Dec 13 Final Presentations No reading

Administrative details of CS242



Course Overview

Prerequisites The prerequisite for CS242 is CS230 - Data structures.

Textbook The course textbook is Computer Networking: A Top-Down Approach Featuring the Internet, written by James F. Kurose and Keith W. Ross and published by Addison Wesley. Copies of the text are available in the College Bookstore. Every lecture, there will be required readings from the textbook and sometimes other sources.

Course Group Make sure that you are added to the Course's Slack group. This group has several purposes, one of which is class announcements.
I encourage you to use it for class discussions, and questions. If you know the answer to a classmate's question, feel free to post a reply yourself. Please do not post any code in your messages on the group!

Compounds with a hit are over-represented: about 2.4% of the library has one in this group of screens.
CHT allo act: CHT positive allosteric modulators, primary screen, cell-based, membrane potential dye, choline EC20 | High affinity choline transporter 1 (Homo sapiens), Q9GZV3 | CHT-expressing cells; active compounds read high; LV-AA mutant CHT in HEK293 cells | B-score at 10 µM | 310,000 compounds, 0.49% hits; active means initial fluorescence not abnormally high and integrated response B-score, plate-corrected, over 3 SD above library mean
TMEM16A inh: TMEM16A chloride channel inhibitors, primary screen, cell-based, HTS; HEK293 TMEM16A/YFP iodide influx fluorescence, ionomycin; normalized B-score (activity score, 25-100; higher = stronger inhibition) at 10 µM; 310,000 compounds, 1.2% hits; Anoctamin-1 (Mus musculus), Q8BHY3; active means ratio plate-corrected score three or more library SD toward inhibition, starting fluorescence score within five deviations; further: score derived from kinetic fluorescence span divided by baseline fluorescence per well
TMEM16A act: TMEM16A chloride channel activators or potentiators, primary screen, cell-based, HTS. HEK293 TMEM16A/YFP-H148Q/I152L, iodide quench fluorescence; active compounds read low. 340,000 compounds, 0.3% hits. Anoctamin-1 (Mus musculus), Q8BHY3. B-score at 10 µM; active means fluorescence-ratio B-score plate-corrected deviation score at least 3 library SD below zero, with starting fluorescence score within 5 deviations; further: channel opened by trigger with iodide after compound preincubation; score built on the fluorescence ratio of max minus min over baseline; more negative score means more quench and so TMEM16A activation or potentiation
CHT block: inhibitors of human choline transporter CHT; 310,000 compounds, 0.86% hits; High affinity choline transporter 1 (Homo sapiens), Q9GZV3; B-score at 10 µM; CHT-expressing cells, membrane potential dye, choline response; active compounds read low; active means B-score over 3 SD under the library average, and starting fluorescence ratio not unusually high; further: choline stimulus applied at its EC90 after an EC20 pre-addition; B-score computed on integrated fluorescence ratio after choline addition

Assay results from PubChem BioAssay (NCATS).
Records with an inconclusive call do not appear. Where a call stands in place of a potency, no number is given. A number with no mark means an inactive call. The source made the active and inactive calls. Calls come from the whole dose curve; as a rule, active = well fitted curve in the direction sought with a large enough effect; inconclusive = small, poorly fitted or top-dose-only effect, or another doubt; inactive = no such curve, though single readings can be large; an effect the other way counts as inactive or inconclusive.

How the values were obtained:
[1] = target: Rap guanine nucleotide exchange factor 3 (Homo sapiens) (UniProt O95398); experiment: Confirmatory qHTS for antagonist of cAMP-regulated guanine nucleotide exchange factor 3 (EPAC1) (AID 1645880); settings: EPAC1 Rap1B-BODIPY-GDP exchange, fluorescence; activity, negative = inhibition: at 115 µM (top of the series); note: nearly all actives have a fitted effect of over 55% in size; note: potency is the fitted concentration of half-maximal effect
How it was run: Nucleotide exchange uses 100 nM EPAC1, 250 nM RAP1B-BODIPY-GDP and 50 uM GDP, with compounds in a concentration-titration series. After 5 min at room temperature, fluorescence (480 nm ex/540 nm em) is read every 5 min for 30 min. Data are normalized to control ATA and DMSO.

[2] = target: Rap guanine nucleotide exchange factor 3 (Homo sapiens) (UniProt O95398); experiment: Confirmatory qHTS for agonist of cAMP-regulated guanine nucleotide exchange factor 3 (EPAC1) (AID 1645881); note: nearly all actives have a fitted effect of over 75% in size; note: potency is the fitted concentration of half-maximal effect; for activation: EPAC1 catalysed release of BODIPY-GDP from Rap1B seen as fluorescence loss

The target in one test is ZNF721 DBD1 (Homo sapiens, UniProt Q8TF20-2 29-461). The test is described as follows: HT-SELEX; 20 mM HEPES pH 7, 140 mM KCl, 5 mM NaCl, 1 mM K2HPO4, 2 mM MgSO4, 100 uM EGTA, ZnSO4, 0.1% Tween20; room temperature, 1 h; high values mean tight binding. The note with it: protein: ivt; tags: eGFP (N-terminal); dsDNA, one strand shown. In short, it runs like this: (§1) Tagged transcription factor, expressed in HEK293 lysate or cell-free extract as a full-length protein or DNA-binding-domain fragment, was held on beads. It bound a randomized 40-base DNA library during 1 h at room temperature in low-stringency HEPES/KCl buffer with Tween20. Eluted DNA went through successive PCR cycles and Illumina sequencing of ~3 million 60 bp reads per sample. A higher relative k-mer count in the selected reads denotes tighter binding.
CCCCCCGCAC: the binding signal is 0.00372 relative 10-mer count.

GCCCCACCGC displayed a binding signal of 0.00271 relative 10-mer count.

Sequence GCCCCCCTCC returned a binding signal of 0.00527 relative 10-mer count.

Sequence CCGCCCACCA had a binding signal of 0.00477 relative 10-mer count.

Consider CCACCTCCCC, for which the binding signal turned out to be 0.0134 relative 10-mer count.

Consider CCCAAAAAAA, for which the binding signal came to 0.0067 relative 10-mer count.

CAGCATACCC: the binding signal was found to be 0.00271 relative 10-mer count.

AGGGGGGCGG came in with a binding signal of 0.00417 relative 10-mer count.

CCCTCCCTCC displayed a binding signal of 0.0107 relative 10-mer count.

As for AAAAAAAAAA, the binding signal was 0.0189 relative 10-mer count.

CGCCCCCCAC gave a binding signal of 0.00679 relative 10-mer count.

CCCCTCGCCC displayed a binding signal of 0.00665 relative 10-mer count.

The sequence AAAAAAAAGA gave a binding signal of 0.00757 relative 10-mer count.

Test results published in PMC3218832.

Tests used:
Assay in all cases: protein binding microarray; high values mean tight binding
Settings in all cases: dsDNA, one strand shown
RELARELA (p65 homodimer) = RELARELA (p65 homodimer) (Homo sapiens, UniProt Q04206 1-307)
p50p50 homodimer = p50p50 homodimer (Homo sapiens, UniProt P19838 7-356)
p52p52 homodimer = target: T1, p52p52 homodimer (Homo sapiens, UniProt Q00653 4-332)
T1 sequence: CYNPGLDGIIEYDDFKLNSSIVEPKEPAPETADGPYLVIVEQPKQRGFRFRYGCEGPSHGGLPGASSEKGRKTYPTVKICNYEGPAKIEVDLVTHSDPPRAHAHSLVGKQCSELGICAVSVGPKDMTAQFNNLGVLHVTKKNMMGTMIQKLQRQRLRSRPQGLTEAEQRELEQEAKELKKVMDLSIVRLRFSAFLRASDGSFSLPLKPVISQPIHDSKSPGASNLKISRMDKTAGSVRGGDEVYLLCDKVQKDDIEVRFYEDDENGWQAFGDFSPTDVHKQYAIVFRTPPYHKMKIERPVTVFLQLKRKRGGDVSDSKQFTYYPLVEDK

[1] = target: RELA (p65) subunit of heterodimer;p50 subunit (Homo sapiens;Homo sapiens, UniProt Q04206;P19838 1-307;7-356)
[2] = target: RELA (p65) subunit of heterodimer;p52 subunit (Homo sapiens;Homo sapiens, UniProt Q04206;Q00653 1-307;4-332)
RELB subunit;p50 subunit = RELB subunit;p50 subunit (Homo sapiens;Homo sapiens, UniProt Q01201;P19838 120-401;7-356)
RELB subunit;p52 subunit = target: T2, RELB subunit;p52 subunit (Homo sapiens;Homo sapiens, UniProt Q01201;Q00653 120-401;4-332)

Virtual Platforms This term, we'll be using several online platforms for course management, assignment feedback, social interaction, and community-building. You will receive invitation to join all of these platforms after the first lecture.


Course Expectations

Lectures Lectures will be held in-person every Monday and Thursday from 11:10 am to 12:25 pm.

Assignments There will be a mix of written assignments and programming assignments. Written assignments are individual assignments, and programming assignments are to be completed in pairs. All assignments should be submitted via Gradescope.

Exams: Although there will be no final exams in the course for the Fall 2020 semester, they will be replaced with two virtual mini-exams, which are open-book and open-notes, with no collaboration. The dates of the quizzes are listed on the schedule. Please mark the dates in your calendars as they are not flexible.